Business

Erik Gibbs

Marshall Islands pushes forward with digital currency plan

The Sovereign is safe. The Marshall Islands has been dreaming of introducing a state-backed cryptocurrency called the Sovereign since this past March and the hopes were almost eliminated after a small number of lawmakers in the country’s Parliaments had tried to oust the country’s president, Hilda Heine, over the move. Heine is still in charge after a failed no-confidence vote and the country will now move forward with its plan.

Parliament voted straight down the middle – 16 to 16 – to remove Heine and, absent a tie-breaker, she cannot be removed. The opponents, driven more by their desire for power than actual concern over the Sovereign, were not able to pull off their coup.

Now that the vote has come and gone, Heine and the Finance Ministry will move forward with the Sovereign. If accepted, the Sovereign will become the official tender of the country, possible replacing the U.S. dollar, which currently holds the title. It is also possible that both could be recognized as legal tender and used simultaneously.

The International Monetary Fund (IMF) has previously cautioned the nation that moving forward with the state-backed crypto was not advisable, as it ran the risk of forcing some international partners to decide to cut off relations. It’s interesting that the IMF would take that position, given that it only just recently asserted that state-backed cryptocurrencies have significant merit.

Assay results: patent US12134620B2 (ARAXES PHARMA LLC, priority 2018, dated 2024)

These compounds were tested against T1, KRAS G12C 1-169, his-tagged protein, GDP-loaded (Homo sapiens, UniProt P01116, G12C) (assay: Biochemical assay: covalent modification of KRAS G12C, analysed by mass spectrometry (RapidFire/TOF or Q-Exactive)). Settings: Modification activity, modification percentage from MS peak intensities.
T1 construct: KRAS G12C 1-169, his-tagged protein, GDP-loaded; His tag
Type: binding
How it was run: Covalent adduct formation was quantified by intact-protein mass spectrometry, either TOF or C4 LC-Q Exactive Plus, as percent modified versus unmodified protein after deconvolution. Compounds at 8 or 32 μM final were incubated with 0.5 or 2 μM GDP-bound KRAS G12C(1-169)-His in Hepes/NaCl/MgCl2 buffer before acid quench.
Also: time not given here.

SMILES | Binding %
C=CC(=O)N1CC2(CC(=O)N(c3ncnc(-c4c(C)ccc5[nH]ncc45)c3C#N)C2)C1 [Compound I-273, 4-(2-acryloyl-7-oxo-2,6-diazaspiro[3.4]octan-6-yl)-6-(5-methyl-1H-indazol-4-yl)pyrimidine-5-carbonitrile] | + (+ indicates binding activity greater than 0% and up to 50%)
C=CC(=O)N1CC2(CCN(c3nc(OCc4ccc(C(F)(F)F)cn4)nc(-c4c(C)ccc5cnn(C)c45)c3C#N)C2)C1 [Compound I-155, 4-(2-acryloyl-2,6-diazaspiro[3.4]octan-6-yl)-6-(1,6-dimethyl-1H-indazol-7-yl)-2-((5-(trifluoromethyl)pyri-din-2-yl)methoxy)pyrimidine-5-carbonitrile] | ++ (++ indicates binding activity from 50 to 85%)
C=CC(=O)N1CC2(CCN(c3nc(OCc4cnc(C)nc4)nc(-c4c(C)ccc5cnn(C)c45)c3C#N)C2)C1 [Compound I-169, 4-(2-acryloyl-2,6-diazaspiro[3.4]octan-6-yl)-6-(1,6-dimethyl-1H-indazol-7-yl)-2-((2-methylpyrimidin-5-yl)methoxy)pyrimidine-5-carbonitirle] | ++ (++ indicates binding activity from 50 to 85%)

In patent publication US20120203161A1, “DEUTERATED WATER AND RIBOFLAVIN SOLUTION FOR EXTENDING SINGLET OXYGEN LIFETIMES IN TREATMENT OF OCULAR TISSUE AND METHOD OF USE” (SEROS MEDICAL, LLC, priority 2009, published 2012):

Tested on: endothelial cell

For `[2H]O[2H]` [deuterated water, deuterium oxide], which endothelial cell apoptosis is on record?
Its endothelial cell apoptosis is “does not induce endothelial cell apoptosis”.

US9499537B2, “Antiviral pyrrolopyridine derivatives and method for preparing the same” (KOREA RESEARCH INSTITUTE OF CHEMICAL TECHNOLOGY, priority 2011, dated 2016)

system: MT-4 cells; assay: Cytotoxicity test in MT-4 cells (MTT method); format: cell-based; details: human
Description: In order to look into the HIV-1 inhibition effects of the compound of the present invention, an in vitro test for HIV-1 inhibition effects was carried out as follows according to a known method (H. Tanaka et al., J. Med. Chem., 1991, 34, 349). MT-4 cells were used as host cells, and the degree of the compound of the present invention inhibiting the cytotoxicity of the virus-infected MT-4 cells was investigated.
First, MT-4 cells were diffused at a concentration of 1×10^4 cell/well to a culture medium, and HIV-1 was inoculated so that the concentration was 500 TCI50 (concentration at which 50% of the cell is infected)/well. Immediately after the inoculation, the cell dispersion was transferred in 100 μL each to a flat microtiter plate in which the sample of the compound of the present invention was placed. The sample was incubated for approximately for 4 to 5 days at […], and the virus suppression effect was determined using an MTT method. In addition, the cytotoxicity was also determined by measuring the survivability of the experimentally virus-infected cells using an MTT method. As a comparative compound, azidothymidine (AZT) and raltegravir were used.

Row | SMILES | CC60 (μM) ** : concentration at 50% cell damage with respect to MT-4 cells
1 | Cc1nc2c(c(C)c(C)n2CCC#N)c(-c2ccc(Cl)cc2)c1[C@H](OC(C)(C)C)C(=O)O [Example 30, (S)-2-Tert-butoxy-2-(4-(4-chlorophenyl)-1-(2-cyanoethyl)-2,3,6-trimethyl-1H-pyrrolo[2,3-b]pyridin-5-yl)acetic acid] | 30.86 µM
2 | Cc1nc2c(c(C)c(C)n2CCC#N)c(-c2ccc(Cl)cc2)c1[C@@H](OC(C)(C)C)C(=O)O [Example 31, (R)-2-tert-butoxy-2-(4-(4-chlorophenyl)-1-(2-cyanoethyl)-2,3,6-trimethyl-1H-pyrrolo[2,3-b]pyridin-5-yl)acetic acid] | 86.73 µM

Heine has said that the introduction of the Sovereign would be an “historic moment for our people, finally issuing and using our own currency. [It] is another step of manifesting our national liberty.”

It won’t be historic for just the Marshall Islands – it would be one for the entire cryptocurrency ecosystem.

The plan is reportedly being supported and implemented by Israeli startup Neema. It has created the program and has also designed an initial coin offering (ICO) to see the launch of Sovereign that, according to the company, will provide the country with a $30-million windfall.

The deal isn’t completely ready to take off yet. For the Sovereign to really gain its rightful place, it has to meet requirements established by Europe and the U.S. Additionally, the IMF will have to give it the thumbs-up, as well. Given the IMF’s previous comments, that approval won’t come easy.

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